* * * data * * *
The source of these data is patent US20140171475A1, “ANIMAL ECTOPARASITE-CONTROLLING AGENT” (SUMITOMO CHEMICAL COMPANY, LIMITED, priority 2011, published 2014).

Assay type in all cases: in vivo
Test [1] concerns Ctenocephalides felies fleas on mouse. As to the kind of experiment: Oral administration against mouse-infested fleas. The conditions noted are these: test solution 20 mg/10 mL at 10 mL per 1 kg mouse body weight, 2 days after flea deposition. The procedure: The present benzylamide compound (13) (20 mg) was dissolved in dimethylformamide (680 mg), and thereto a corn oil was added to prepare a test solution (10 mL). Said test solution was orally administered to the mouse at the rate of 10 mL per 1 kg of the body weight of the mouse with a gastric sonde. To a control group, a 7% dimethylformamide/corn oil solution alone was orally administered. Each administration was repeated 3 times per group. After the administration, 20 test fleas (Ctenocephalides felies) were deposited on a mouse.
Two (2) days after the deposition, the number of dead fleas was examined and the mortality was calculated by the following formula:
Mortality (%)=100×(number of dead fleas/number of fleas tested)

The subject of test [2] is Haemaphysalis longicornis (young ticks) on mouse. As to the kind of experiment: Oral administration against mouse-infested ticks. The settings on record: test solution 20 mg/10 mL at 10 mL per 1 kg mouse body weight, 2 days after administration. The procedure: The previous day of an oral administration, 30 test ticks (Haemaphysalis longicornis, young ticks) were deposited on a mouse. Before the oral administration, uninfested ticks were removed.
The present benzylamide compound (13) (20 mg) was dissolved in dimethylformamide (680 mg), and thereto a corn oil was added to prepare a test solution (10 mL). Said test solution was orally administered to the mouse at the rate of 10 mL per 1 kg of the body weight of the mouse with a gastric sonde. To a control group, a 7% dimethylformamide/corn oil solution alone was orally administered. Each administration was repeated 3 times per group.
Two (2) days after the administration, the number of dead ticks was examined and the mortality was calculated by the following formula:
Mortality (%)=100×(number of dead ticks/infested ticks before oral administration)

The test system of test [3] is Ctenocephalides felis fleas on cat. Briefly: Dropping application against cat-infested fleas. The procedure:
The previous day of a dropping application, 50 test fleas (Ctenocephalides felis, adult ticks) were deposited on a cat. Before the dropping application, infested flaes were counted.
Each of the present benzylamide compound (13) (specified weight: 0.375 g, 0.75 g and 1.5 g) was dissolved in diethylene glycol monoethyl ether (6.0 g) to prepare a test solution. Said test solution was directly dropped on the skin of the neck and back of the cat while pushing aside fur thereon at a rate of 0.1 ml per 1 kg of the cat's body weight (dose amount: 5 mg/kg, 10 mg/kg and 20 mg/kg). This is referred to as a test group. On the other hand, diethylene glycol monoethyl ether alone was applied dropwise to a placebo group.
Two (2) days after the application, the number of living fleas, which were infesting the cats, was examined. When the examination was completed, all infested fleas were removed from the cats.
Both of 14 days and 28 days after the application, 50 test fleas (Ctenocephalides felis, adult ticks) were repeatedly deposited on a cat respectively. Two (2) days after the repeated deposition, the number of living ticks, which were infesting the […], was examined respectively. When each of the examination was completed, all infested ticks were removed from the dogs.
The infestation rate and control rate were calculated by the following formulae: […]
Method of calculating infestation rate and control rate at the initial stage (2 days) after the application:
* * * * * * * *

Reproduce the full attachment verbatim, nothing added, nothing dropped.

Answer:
The source of these data is patent US20140171475A1, “ANIMAL ECTOPARASITE-CONTROLLING AGENT” (SUMITOMO CHEMICAL COMPANY, LIMITED, priority 2011, published 2014).

Assay type in all cases: in vivo
Test [1] concerns Ctenocephalides felies fleas on mouse. As to the kind of experiment: Oral administration against mouse-infested fleas. The conditions noted are these: test solution 20 mg/10 mL at 10 mL per 1 kg mouse body weight, 2 days after flea deposition. The procedure: The present benzylamide compound (13) (20 mg) was dissolved in dimethylformamide (680 mg), and thereto a corn oil was added to prepare a test solution (10 mL). Said test solution was orally administered to the mouse at the rate of 10 mL per 1 kg of the body weight of the mouse with a gastric sonde. To a control group, a 7% dimethylformamide/corn oil solution alone was orally administered. Each administration was repeated 3 times per group. After the administration, 20 test fleas (Ctenocephalides felies) were deposited on a mouse.
Two (2) days after the deposition, the number of dead fleas was examined and the mortality was calculated by the following formula:
Mortality (%)=100×(number of dead fleas/number of fleas tested)

The subject of test [2] is Haemaphysalis longicornis (young ticks) on mouse. As to the kind of experiment: Oral administration against mouse-infested ticks. The settings on record: test solution 20 mg/10 mL at 10 mL per 1 kg mouse body weight, 2 days after administration. The procedure: The previous day of an oral administration, 30 test ticks (Haemaphysalis longicornis, young ticks) were deposited on a mouse. Before the oral administration, uninfested ticks were removed.
The present benzylamide compound (13) (20 mg) was dissolved in dimethylformamide (680 mg), and thereto a corn oil was added to prepare a test solution (10 mL). Said test solution was orally administered to the mouse at the rate of 10 mL per 1 kg of the body weight of the mouse with a gastric sonde. To a control group, a 7% dimethylformamide/corn oil solution alone was orally administered. Each administration was repeated 3 times per group.
Two (2) days after the administration, the number of dead ticks was examined and the mortality was calculated by the following formula:
Mortality (%)=100×(number of dead ticks/infested ticks before oral administration)

The test system of test [3] is Ctenocephalides felis fleas on cat. Briefly: Dropping application against cat-infested fleas. The procedure:
The previous day of a dropping application, 50 test fleas (Ctenocephalides felis, adult ticks) were deposited on a cat. Before the dropping application, infested flaes were counted.
Each of the present benzylamide compound (13) (specified weight: 0.375 g, 0.75 g and 1.5 g) was dissolved in diethylene glycol monoethyl ether (6.0 g) to prepare a test solution. Said test solution was directly dropped on the skin of the neck and back of the cat while pushing aside fur thereon at a rate of 0.1 ml per 1 kg of the cat's body weight (dose amount: 5 mg/kg, 10 mg/kg and 20 mg/kg). This is referred to as a test group. On the other hand, diethylene glycol monoethyl ether alone was applied dropwise to a placebo group.
Two (2) days after the application, the number of living fleas, which were infesting the cats, was examined. When the examination was completed, all infested fleas were removed from the cats.
Both of 14 days and 28 days after the application, 50 test fleas (Ctenocephalides felis, adult ticks) were repeatedly deposited on a cat respectively. Two (2) days after the repeated deposition, the number of living ticks, which were infesting the […], was examined respectively. When each of the examination was completed, all infested ticks were removed from the dogs.
The infestation rate and control rate were calculated by the following formulae: […]
Method of calculating infestation rate and control rate at the initial stage (2 days) after the application: